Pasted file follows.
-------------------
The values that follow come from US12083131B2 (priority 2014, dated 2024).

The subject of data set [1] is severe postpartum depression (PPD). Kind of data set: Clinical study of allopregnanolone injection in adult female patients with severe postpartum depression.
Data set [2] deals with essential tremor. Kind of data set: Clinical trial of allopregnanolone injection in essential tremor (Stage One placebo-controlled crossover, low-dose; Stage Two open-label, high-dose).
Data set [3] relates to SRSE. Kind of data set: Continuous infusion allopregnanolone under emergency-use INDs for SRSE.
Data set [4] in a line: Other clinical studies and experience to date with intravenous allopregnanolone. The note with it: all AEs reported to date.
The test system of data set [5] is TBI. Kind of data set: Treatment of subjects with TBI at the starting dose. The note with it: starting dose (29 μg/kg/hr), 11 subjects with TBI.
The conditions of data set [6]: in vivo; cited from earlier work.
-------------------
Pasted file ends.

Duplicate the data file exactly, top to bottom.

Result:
The values that follow come from US12083131B2 (priority 2014, dated 2024).

The subject of data set [1] is severe postpartum depression (PPD). Kind of data set: Clinical study of allopregnanolone injection in adult female patients with severe postpartum depression.
Data set [2] deals with essential tremor. Kind of data set: Clinical trial of allopregnanolone injection in essential tremor (Stage One placebo-controlled crossover, low-dose; Stage Two open-label, high-dose).
Data set [3] relates to SRSE. Kind of data set: Continuous infusion allopregnanolone under emergency-use INDs for SRSE.
Data set [4] in a line: Other clinical studies and experience to date with intravenous allopregnanolone. The note with it: all AEs reported to date.
The test system of data set [5] is TBI. Kind of data set: Treatment of subjects with TBI at the starting dose. The note with it: starting dose (29 μg/kg/hr), 11 subjects with TBI.
The conditions of data set [6]: in vivo; cited from earlier work.